Federal Court Holds that Data Breach Plaintiffs Have No Standing Unless They Show Misuse

“Although the court sympathized with the plaintiffs’ data breach concerns and recognized that hacking has become commonplace, the court had little trouble dismissing the consolidated case for lack of standing. The court noted that data breach plaintiffs, like all plaintiffs in federal court, have the burden of establishing that they have standing to sue. Judge John E. Jones ruled that the plaintiffs needed to show ‘personal injury [that was] fairly traceable to the defendant’s allegedly unlawful conduct [and that could] be redressed by the requested relief.’ More specifically, that injury must be ‘actual or ‘imminent,’ not ‘conjectural’ or ‘hypothetical’.’

In the context of data breaches, the Third Circuit in Reilly held that, ‘in the event of a data breach, a plaintiff does not suffer a harm, and thus does not have standing to sue, unless [the] plaintiff alleges actual ‘misuse’ of the [plaintiff’s] information, or that such misuse is imminent.’ The Reilly plaintiffs sued the defendant under negligence and breach of contract theories of liability and alleged that, ‘due to the data breach, they were subject to an increased risk of identity theft, had incurred costs to monitor their credit activity and suffered from emotional distress.’ The Third Circuit, however, affirmed the district court’s dismissal of the case on standing grounds because the plaintiffs’ ‘future harm resulting from the security breach was . . . significantly attenuated . . . [and] . . . dependent on entirely speculative, future actions of an unknown third party.’”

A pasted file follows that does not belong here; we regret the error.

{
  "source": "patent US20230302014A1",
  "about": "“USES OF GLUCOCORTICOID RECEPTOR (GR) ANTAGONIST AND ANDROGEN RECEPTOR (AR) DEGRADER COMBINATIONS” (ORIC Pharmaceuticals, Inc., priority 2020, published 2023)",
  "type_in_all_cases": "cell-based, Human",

Source: Federal Court Holds that Data Breach Plaintiffs Have No Standing Unless They Show Misuse | Pepper Hamilton LLP – JDSupra

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